I have a huge love for bands that combine two or more genres in their songs, as well as songs that combine different genres. One of my friends is taking classes in music theory, but I would also like your help.

So I'm getting this project going with a few friends to work on a song combining a wide variety of genres into one song, in sequence.

I know you all have different tastes in music, but if this song turns out great, it might appeal to them.

I know it will work for us, and I'm not looking for it to be widely popular obviously. Just something that would satisfy mine and my group's love for this.

The question is, how? Is there a certain trick to put different genres in sequence?

The order we have so far is, feel free to change it.

Classical intro
-Ballad (Soft rock)
-Melodic metal solo
-(Classic rock, then turning into a rock ballad)
-Psychedelic solo
-A more heavy rock, guitar 2 doing chords, guitar 1 doing a riff with lyrics
-Metal solo, easing down to rock
-Pop riff, going into more modern music
-From there, we were thinking a keyboard, drum beat to a hip hop beat. There will be a kind of guitar riff that fits into that.
-Now, it would erupt into a catchy southern rock, before an even catchier southern rock solo.
*I'm still looking for what else can be put in*
-Ending with a hard rock, chord progression, guitar solo etc...
-Ultimately ending going back to a classical/melodic metal solo.
listen to metropolis part 2 scenes from a memory by Dream Theater

thats pretty much a good start

it will give you some incite on mixing genres while keeping your own sound
really, i wouldn't suggest sequencing, rather carefully layering and weaving the various genres together
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to me, this seems more of a big 'mixtape' rather than combining genres. you're just going like;

one genre.
another genre.
another genre.

and so on, it's not really combining genres. it's just doing one genre, and then moving to another.
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Quote by Carl6661
to me, this seems more of a big 'mixtape' rather than combining genres. you're just going like;

one genre.
another genre.
another genre.

and so on, it's not really combining genres. it's just doing one genre, and then moving to another.

I agree. This guy stole the words right out of my mouth. Instead try combining defining parts of each type of music into one. On another note, you don't have to try to combine music. You should write what you like and if you end up combining two or more genres then good for you.
listen to Opeth. They combine Death metal, Jazz, Blues, Folk and they don't have stupid lyrics.

Cynic is "jazz metal" also.

What?.. I like progressive music.. so what, wanna fight about it?
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Listen to Frank Zappa???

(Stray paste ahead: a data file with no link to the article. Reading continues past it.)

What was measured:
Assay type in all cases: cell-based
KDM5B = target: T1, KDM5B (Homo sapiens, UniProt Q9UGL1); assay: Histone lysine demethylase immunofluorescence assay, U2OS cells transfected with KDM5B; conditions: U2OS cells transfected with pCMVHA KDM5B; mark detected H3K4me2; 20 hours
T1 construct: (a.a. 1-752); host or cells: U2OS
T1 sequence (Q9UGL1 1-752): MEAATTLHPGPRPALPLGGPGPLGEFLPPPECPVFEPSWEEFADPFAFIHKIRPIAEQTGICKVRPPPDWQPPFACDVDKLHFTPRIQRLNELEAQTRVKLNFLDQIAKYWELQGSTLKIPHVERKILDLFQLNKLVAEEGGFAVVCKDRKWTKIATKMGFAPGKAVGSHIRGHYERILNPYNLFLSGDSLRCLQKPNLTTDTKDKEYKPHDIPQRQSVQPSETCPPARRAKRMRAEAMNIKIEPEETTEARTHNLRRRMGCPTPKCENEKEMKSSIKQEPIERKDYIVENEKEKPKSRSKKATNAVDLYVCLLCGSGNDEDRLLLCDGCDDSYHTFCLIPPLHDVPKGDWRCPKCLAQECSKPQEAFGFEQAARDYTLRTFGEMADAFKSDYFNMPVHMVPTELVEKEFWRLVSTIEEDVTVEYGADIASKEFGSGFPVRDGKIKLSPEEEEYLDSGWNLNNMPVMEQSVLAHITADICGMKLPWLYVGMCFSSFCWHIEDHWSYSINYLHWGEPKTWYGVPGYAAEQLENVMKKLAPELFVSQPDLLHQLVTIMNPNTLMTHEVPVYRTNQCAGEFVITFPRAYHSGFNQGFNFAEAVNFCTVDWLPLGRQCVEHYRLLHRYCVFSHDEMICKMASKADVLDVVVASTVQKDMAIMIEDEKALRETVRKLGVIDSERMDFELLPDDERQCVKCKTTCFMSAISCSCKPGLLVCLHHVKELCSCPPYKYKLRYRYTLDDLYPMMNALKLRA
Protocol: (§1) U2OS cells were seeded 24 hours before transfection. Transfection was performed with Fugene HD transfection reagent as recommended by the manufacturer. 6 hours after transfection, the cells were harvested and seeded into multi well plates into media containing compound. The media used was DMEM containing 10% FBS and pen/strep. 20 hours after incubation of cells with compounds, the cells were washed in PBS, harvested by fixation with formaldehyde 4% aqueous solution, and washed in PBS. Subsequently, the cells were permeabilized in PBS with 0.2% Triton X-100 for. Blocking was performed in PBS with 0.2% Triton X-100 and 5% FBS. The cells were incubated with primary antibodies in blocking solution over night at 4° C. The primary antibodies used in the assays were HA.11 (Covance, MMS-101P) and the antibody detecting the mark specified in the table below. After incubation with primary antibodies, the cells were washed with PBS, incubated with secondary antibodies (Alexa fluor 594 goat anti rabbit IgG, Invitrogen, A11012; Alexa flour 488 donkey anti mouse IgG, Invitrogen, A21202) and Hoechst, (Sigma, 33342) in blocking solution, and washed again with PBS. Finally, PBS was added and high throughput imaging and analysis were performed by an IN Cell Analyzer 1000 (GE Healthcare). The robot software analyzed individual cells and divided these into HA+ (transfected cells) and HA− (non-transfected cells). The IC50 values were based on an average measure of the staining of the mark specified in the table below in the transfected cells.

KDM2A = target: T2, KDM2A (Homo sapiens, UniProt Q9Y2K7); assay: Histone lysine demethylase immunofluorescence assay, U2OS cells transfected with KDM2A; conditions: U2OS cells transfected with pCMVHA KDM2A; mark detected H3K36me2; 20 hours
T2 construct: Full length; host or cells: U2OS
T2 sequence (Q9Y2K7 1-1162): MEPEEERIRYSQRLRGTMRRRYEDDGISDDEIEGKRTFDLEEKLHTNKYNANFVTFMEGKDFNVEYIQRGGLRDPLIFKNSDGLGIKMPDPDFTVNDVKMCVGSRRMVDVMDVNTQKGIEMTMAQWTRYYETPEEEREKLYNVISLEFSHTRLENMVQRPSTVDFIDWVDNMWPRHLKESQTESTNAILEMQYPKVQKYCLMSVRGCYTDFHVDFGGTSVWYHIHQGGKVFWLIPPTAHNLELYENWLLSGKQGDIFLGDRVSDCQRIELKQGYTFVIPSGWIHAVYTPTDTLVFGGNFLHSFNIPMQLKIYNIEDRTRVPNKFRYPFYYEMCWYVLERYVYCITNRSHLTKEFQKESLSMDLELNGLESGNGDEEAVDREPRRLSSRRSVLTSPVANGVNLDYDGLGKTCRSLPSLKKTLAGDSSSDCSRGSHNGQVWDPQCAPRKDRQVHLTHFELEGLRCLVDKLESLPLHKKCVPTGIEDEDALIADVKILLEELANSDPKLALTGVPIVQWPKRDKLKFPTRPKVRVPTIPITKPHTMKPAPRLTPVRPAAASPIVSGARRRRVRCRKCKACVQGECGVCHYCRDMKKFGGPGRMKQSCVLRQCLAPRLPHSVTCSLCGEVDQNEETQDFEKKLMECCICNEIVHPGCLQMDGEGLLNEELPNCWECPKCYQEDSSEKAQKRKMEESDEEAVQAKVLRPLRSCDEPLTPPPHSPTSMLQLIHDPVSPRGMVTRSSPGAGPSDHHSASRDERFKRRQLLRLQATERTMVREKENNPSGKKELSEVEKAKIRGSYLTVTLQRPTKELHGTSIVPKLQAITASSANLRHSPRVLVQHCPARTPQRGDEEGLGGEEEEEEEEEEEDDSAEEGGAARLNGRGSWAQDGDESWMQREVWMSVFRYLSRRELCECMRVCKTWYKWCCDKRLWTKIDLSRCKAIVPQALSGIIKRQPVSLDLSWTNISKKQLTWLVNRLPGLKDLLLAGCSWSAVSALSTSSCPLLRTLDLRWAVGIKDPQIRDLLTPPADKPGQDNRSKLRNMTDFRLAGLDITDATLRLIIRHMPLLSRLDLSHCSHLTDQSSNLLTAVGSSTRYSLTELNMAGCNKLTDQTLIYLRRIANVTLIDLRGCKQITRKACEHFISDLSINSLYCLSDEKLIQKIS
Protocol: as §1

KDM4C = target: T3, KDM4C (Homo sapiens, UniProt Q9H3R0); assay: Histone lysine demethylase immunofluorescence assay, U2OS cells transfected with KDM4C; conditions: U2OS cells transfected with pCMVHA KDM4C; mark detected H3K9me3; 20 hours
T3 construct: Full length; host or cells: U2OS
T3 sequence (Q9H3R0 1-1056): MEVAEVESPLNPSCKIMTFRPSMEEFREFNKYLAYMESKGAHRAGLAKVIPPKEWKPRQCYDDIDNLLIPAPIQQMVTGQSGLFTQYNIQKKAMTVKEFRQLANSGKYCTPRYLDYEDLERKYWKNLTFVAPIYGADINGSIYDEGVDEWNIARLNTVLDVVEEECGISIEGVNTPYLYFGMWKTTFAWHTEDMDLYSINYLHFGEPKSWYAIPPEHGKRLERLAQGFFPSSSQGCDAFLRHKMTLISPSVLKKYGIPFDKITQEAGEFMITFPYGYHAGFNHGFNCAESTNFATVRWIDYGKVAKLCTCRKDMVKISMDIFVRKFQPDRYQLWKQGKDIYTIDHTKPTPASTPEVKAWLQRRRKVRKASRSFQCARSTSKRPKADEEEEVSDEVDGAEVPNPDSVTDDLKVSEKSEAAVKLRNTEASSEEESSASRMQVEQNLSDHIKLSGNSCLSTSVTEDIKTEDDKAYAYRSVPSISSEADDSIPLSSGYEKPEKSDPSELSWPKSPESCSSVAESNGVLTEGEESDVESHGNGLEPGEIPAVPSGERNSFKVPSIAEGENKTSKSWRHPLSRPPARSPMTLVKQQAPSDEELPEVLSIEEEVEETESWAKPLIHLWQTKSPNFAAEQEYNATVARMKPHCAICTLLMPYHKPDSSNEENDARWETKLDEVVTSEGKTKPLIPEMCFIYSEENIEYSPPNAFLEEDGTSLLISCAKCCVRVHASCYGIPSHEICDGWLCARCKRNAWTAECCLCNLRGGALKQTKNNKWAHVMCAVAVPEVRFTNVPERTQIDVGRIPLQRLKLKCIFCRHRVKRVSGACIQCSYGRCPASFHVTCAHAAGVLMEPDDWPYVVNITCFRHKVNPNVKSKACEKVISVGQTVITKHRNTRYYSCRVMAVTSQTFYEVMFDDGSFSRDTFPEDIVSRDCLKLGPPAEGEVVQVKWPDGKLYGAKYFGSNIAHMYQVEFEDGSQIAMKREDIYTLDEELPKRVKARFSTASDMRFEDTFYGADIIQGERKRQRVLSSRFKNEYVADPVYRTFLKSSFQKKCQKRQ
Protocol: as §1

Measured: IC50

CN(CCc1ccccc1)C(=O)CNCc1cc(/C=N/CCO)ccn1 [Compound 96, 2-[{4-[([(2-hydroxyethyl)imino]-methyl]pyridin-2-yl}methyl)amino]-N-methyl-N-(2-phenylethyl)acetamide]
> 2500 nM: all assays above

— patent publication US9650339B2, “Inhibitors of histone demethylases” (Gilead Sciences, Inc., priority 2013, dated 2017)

"Some scientists claim that hydrogen, because it is so plentiful, is the basic building block of the universe. I dispute that. I say there is more stupidity than hydrogen, and that is the basic building block of the universe." -Frank Zappa
If you can modulate those all together, that'd be an epic 20+ minute song. I would rather not think in terms of genres, and instead just write the music that comes naturally.
The trick is to use good genres....
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That's not combining genres. All you are doing is piecing genres together and then calling it a song.

but what you DID do is create a guide that could help in writing a song and since it's obvious that you need something like that, use it.

Now combining genres could be something like a funky bass, a jazzy guitar lead, and a drummer pounding out blast beats which turns out to be a Funk, Jazz, and death metal combo.

But if you really think about it, stuff like that happens all the time. Players have different strong and weak influences which affect how they play and bringing them together is what (sometimes) creates new and interesting sounds.

And we hear them in bands like Tool, opeth, lamb of god, cynic, animals as leaders, and others i can't name right now.

So be careful with that little guide because if it doesn't flow right it's gonna sound like a complete mess.
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An example of combining genres would be Cynic, who have metal sections with the harmonic sophistication of jazz, or Meshuggah, who have grinding polyrhythmic rhythm parts to Holdsworth inspired fusion guitar solos. A good example of a band who progresses through different styles would be Between the Buried and Me.

Whichever approach you take, just please make sure that its appropriate and that you don't just switch genres for the sake of it...
Firstly in i think your trying to do far too much in one song no matter how long you make it. One of the main problems you will face is trying to make the song sound coherent while still having large amounts of contrast between each section, i think you should narrow down the number of genres you are going to use to 3 or 4 and instead of it being more through composed you should try and have some reoccurring themes (ie a riff, certain instrumentation, or simply a common emotion that the music is trying to give out.) so that you don't end up in endless noodleings and keep it sounding coherent.

by the sounds of it you are into metal so i recommend you listen to Crimson by Edge of Sanity, Scenes from a memory by dream Theater, Bergtatt - Et Eeventyr i 5 Capitler by Ulver, any Opeth album, and maybe in the court of the crimson king by king crimson. Those albums will hopefully give you some ideas of possible structures and ways of making contrasting sections sound coherent, even if your not that much into metal still have a good listen to these albums and listen for the reoccurring themes though out the songs/albums.
Last edited by mergapoot at Aug 2, 2009,